According to the Straits Times, Professor Paul Tambyah of NUH, speaking in his capacity as president of the International Society for Infectious Diseases, advised the public not to panic regarding the rising COVID-19 infection numbers.

Instead, he emphasized the importance of sensible precautions, urging individuals to prioritize their health, refrain from attending work or school if feeling unwell, and seek medical attention when necessary.

Prof Tambyah highlighted that while ICU case numbers may trail actual waves of infection by a week or two, they offer an objective assessment of strain on the healthcare system, representing cases necessitating critical ventilatory or circulatory support.

MOH urges citizens to wear masks in crowded places

MOH issued a public advisory on 15 December urging citizens to wear masks in crowded places, irrespective of their health status.

Emphasizing the importance of this precaution, especially indoors or around vulnerable individuals, they aim to curb the transmission of the virus within the community.

To accommodate the rising number of COVID-19 patients, MOH disclosed plans to open a second treatment facility at Singapore Expo Hall 10 over the upcoming weekend.

This facility, alongside the existing one at Crawfurd Hospital in Adam Road, will offer a combined capacity of over 80 beds. MOH assured that the new facility can be expanded if the need arises.

Additionally, hospitals are implementing measures to meet the surge in demand for beds.

“To preserve our healthcare capacity, MOH has been working with public hospitals for contingency planning, including ensuring adequate manpower and deferring of non-urgent electives to maximise bed capacity for urgent cases in need of acute care,” MOH said.

In light of the escalating situation, MOH also stressed the importance of responsible travel practices.

Travellers are advised to take precautions such as wearing masks at airports, purchasing travel insurance for potential overseas medical care, and avoiding crowded areas with poor ventilation.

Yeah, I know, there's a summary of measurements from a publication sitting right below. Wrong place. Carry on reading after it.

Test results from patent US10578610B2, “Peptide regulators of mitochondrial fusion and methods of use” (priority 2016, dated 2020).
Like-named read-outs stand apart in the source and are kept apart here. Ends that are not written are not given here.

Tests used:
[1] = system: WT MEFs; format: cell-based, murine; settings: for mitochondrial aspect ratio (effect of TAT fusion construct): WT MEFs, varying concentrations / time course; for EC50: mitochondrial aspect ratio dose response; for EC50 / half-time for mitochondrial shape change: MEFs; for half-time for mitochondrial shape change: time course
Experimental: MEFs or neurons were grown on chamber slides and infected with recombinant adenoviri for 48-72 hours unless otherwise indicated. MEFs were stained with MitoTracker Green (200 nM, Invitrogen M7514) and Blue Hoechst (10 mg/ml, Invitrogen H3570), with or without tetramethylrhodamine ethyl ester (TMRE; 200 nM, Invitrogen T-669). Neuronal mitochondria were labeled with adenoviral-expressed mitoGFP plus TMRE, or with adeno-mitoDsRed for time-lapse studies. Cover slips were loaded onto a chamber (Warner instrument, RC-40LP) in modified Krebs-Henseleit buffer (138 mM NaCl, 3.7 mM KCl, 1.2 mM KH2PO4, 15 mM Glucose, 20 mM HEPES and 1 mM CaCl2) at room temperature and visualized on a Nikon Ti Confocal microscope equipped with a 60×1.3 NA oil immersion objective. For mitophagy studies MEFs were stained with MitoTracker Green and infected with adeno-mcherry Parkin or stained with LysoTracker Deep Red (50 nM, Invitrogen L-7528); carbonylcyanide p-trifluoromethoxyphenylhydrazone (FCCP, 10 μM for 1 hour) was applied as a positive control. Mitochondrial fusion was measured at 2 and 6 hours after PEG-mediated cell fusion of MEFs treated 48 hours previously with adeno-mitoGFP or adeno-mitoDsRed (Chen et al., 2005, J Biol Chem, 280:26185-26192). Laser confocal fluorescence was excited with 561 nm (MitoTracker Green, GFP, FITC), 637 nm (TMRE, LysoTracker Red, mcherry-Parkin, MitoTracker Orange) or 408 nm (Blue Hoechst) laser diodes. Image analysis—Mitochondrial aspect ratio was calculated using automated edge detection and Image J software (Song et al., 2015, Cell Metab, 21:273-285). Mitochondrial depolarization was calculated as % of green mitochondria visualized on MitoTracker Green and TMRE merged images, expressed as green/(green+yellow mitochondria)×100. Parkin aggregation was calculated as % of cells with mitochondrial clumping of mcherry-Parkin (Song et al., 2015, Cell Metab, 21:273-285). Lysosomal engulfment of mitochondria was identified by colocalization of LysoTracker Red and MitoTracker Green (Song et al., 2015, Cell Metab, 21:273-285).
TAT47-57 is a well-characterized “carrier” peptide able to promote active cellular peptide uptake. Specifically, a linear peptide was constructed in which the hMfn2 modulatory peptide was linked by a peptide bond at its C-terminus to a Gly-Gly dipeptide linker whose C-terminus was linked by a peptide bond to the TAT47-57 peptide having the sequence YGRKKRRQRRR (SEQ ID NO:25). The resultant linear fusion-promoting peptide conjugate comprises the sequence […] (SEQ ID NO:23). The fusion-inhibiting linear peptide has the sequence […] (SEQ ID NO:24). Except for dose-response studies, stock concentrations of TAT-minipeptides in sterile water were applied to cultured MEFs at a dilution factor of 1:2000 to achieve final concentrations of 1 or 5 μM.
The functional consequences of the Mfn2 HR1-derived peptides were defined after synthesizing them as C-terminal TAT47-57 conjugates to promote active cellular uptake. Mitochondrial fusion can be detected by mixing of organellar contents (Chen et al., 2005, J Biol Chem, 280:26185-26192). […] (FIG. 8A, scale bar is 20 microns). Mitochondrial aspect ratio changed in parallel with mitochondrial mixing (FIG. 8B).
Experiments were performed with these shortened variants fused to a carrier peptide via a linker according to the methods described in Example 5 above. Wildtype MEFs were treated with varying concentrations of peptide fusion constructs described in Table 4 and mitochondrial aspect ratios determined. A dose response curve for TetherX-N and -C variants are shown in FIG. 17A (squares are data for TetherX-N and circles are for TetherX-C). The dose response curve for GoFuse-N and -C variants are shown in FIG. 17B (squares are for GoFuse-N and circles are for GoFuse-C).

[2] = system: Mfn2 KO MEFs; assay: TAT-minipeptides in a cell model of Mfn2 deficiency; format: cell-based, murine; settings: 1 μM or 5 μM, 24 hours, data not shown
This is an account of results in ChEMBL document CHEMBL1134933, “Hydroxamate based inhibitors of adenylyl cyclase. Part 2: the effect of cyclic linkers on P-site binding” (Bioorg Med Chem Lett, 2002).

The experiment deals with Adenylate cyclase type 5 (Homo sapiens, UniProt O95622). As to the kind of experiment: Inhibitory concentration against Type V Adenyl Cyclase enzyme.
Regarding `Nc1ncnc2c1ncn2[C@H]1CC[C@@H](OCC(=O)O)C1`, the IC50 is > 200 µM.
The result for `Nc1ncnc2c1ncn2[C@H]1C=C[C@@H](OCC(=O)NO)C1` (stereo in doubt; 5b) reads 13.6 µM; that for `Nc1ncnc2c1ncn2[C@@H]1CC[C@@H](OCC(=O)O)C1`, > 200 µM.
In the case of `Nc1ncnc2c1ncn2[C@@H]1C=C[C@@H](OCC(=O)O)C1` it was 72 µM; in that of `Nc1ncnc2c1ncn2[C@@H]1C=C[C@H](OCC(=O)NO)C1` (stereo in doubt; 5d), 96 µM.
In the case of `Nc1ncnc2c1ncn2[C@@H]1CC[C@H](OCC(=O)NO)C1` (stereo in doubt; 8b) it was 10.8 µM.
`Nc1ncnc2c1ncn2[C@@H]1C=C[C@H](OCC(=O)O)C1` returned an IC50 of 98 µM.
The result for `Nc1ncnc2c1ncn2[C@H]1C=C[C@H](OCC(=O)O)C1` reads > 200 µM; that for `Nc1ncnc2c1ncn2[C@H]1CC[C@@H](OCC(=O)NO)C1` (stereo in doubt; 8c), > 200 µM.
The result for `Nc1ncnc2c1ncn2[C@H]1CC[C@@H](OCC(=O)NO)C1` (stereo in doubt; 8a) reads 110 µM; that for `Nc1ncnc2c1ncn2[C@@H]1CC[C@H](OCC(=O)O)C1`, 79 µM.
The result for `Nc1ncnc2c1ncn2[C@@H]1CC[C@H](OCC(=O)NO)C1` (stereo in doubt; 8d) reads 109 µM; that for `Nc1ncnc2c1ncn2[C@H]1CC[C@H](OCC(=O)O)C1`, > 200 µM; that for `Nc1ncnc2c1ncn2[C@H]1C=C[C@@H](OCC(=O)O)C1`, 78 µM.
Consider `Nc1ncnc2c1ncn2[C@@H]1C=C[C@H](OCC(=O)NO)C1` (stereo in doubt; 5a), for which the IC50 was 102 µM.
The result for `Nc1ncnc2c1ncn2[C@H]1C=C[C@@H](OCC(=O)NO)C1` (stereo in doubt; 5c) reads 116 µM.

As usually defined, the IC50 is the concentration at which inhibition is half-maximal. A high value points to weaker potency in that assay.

MOH additionally mentioned that a significant majority of the COVID-19 cases in Singapore are attributed to infections by JN.1, a sublineage of BA.2.86.

“Based on the available international and local data, there is currently no clear indication that BA.2.86 or JN.1 are more transmissible or cause more severe disease than other circulating variants,” said MOH.

Urging personal and social responsibility, MOH emphasized that individuals experiencing Covid-19 symptoms should stay at home until they recover and avoid contact with others.

MOH also urged the public to seek medical treatment at a hospital’s Emergency Department only for serious or life-threatening emergencies.

“This will preserve our hospital capacity for patients who truly need acute hospital care and allow those with severe illness to receive timely treatment,” the ministry said.

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It’s been ongoing for years and there are vaccines now. Apart from older folks and people with low immunity, it will only feel like a flu for the rest

the real problem is younger population hoarding A&E when not necessary while they could go GP